“I felt like I had a new life although my son kept having recurring coughs. One morning, I realised that he quite unwell and I took him to the hospital. That is another date that remains stuck in my mind and I can still recall the doctor’s voice when he disclosed that I was HIV+. I felt dejected, betrayed and in that moment, I felt my world crumble in my presence. I didn’t know what to do or who else to turn to except my ex-husband and I found myself in his arms again. He was the only man I had been with. When he tested for HIV, the tests came out positive as well.”


“On February 13, 2012, our baby lost the fight and passed on. I didn’t have anything else to live for and since he was the only person I had closure with, I moved in back with him. Another big mistake. This time, I thought it would be different because I was still with Hope Worldwide International and often I would be called upon for products marketing jobs.

At 21 years, I became the bread winner. My money was our money but seldom did he contribute in buying food or paying the house rent. Loneliness engulfed me but I stayed put because in spite of all I was going through, I still loved him.

I knew that, that wasn’t what I had bargained for in life. That I was made for better and destined for greatness but didn’t know how to get there. As though forbearing responsibilities wasn’t enough, he started beating me and turned to be a control freak. It was for him to decide if I would go to work or not.”


Barely three months after getting back together, word in the hood had that her ex-husband was cheating on her and she confirmed the rumours when she came home one day earlier than expected and found her husband home with another woman.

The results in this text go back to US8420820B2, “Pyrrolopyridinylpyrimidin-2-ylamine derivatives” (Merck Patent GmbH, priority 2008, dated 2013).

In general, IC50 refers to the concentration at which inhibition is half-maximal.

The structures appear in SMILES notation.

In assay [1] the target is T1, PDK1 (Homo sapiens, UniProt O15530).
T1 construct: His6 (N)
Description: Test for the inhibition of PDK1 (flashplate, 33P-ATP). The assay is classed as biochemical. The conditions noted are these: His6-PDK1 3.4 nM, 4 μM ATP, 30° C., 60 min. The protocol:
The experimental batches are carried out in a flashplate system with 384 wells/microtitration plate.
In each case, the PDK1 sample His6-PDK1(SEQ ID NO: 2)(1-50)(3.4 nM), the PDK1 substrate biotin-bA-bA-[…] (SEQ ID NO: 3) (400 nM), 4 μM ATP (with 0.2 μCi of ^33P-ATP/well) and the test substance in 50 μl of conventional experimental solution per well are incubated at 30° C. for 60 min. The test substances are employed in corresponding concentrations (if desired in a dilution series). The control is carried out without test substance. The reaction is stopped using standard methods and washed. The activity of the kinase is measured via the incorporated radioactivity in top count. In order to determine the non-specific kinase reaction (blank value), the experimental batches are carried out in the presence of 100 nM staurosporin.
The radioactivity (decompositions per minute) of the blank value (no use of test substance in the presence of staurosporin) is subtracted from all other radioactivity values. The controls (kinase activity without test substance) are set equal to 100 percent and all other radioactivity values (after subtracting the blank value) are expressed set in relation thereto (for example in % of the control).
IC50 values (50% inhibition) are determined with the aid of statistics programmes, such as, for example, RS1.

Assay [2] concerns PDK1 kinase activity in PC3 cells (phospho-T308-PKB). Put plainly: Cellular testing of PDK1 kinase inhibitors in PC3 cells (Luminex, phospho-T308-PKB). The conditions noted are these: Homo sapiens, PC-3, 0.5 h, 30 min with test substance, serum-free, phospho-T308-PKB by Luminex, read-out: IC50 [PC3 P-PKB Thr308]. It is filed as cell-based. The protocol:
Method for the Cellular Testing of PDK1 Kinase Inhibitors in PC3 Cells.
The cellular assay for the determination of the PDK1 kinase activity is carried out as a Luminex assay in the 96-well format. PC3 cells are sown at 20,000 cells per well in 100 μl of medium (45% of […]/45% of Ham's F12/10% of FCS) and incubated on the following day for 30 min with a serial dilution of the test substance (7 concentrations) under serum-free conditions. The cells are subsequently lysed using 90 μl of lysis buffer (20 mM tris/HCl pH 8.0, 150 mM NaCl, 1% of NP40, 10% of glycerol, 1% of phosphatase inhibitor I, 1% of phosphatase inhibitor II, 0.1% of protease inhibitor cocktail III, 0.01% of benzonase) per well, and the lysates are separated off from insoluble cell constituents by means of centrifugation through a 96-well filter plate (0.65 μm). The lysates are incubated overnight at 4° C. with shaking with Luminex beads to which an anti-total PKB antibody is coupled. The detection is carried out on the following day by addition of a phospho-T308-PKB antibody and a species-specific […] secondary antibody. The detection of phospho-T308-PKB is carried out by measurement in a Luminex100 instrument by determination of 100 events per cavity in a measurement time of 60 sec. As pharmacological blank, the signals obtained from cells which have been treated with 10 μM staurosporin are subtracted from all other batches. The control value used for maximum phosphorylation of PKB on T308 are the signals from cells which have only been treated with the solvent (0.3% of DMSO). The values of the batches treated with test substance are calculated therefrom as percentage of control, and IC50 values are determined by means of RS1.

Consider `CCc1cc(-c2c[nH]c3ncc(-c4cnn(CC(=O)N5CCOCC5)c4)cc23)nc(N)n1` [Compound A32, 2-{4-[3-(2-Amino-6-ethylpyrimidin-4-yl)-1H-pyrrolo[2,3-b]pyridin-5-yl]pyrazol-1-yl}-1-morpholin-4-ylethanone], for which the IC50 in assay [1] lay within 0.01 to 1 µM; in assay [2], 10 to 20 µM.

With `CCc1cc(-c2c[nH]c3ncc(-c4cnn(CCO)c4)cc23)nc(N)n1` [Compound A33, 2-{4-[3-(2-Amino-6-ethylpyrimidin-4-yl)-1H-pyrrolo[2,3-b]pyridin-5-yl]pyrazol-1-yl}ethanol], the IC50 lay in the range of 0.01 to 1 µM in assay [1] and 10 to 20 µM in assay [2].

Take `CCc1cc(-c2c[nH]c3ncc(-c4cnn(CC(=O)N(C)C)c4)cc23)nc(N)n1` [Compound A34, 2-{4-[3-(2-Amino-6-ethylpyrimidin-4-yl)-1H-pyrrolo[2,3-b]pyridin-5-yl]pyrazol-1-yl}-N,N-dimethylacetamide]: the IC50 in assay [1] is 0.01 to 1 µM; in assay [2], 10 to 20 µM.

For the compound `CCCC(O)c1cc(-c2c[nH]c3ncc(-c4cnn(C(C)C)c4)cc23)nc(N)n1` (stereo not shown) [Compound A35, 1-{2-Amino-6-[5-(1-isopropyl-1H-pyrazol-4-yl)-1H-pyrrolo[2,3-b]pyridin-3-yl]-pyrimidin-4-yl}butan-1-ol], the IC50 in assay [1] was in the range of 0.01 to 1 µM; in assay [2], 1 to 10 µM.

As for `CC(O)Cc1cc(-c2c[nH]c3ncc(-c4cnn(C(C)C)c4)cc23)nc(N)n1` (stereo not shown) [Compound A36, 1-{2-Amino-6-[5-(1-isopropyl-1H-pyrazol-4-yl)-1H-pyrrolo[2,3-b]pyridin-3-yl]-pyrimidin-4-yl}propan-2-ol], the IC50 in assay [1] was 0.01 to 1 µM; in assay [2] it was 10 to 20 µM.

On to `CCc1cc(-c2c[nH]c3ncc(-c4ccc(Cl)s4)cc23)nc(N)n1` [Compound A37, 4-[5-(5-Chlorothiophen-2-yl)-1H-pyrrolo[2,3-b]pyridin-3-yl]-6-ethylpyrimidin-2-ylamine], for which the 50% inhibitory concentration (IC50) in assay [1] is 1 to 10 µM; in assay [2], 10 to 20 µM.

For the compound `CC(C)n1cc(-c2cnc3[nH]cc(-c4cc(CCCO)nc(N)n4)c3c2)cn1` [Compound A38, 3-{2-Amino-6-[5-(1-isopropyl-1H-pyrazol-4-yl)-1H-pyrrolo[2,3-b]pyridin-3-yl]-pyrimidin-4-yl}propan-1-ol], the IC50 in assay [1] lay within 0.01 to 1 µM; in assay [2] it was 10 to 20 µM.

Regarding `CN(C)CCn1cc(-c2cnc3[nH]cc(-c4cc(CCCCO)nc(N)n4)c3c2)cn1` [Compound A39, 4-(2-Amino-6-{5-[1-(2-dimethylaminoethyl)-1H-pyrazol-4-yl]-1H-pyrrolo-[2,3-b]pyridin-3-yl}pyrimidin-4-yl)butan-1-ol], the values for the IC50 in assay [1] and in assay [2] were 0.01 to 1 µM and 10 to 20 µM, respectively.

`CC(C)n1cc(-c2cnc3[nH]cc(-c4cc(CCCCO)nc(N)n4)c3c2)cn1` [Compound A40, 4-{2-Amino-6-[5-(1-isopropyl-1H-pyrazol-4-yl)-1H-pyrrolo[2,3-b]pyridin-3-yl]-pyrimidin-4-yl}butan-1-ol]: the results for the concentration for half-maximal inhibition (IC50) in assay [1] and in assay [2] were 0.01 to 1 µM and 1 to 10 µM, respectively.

After eight months of living together, she called it quits again.

“That was the final straw and my wakeup call. As if the universe was waiting for me to make that move, my life got a meaning. Before the end of 2012, I participated in a beauty pageant held in town and I got mentors who helped me get back to my feet. I also got a job with NOPE (National Organisation Peer Educators) as a trainer of sexual productive health. I started taking medications and taking better care of myself.”


In 2014, at 23 years, heaven smiled down at her and she found love again. This time, with the most hardworking and understanding man she knows.

She met her 24-year-old husband at the Go-Down Arts Centre studio. When he started making passes at her, she referred him online and requested that he reads articles written about her. She had been down this road with many suitors before and many didn’t reach out after discovering that she was HIV positive. However, her being positive didn’t scare the hubby away. He reassured her that he had fallen in love with her character and kind heart and that her HIV status was “such a small thing”.


“I am at a happy place now. A mother of one and a wife to a man who makes me want to be a better person every day. Last year, I was invited by National Empowerment Network for people living with HIV in Kenya (NEPHAK) to give a presentation in Geneva, Switzerland and I almost turned down the invitation because our baby was only seven months old. However, my husband encouraged me to go for it and promised to watch over our baby."

Lucy has attended conferences and meetings to advocate for girls and women to be at the centre of HIV response in countries such as Namibia, USA-New York and Washington DC, Uganda and South Africa.

She is the founder and team leader of Positive Young Women Voices, a CBO based in Dandora that advocates for the challenges facing young women and girls such as teenage pregnancy, poverty, access to friendly health facilities and information.

"My life has had many twists and turns. Through the pain and all that I went through, I learnt to be resilient and to never take good people for granted. All I have now to give back is love because the universe has blessed me with much and to it, added peace of mind.”